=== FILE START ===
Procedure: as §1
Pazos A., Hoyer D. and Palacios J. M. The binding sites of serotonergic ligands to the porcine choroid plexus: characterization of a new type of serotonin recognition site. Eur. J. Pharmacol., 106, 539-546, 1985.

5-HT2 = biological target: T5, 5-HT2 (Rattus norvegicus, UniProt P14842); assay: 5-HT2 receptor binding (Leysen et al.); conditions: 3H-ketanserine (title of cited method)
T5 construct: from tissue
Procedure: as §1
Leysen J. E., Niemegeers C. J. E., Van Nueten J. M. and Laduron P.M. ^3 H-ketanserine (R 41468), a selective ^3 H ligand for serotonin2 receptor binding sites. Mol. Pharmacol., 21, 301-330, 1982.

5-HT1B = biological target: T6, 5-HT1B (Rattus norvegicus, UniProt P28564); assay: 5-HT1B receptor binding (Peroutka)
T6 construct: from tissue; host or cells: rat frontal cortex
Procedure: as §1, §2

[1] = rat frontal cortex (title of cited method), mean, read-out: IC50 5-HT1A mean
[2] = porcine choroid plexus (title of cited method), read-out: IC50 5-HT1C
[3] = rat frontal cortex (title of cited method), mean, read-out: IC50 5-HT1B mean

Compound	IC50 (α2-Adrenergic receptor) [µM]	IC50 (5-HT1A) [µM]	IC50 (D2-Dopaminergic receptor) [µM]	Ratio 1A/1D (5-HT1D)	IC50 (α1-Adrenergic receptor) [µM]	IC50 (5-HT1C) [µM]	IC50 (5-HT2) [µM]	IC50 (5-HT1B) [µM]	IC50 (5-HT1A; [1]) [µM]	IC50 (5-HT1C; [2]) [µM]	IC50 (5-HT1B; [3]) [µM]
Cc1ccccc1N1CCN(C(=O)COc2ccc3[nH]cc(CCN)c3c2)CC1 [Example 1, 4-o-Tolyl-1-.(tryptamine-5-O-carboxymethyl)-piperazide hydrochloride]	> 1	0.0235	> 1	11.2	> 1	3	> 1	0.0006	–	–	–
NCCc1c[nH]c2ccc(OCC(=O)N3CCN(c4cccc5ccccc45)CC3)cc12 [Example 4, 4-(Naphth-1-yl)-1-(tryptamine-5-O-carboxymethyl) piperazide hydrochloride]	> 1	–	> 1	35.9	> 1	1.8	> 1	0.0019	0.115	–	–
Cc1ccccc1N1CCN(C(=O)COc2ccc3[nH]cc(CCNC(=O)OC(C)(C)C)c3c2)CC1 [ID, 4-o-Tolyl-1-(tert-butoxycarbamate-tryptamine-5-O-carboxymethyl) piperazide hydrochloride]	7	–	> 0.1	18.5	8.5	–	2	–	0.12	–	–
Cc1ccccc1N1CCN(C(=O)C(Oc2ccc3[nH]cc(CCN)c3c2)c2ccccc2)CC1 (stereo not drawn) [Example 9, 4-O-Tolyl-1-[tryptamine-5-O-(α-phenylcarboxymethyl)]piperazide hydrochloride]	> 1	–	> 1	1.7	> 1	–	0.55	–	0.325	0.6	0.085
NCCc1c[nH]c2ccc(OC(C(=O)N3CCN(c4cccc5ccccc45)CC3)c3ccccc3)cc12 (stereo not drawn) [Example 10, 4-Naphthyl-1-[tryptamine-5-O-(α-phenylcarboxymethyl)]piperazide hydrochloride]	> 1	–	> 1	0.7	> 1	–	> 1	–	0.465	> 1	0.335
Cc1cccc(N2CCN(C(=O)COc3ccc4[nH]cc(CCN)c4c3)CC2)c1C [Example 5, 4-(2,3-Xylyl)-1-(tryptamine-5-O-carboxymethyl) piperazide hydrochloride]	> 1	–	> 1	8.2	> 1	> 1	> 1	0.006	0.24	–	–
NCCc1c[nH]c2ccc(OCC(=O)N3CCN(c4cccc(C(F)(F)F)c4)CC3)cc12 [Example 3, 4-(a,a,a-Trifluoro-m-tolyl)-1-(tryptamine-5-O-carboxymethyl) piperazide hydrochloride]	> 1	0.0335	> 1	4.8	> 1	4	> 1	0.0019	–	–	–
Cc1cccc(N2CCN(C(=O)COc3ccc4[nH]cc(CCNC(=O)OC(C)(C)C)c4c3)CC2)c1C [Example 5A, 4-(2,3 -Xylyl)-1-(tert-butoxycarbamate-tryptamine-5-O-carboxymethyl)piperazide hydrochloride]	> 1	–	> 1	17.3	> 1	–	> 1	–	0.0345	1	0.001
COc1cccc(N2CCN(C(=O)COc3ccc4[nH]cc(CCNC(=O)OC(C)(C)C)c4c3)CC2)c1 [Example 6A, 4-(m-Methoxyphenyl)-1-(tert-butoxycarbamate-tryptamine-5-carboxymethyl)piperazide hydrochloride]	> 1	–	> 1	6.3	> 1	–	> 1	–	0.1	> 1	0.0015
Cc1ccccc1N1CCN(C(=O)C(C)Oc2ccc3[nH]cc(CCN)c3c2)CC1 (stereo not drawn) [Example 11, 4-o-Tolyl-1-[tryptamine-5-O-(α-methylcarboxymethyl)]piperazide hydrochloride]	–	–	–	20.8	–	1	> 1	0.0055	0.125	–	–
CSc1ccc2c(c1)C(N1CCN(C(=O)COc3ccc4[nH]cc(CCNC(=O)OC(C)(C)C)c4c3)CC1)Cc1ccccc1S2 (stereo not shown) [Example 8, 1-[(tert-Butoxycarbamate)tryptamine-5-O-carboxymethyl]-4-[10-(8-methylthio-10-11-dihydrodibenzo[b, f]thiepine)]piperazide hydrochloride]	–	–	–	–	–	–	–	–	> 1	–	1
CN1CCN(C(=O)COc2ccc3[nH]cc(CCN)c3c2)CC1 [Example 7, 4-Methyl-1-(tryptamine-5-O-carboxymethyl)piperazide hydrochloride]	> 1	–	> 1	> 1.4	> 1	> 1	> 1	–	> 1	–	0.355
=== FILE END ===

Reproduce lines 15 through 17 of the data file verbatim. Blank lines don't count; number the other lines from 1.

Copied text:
NCCc1c[nH]c2ccc(OCC(=O)N3CCN(c4cccc5ccccc45)CC3)cc12 [Example 4, 4-(Naphth-1-yl)-1-(tryptamine-5-O-carboxymethyl) piperazide hydrochloride]	> 1	–	> 1	35.9	> 1	1.8	> 1	0.0019	0.115	–	–
Cc1ccccc1N1CCN(C(=O)COc2ccc3[nH]cc(CCNC(=O)OC(C)(C)C)c3c2)CC1 [ID, 4-o-Tolyl-1-(tert-butoxycarbamate-tryptamine-5-O-carboxymethyl) piperazide hydrochloride]	7	–	> 0.1	18.5	8.5	–	2	–	0.12	–	–
Cc1ccccc1N1CCN(C(=O)C(Oc2ccc3[nH]cc(CCN)c3c2)c2ccccc2)CC1 (stereo not drawn) [Example 9, 4-O-Tolyl-1-[tryptamine-5-O-(α-phenylcarboxymethyl)]piperazide hydrochloride]	> 1	–	> 1	1.7	> 1	–	0.55	–	0.325	0.6	0.085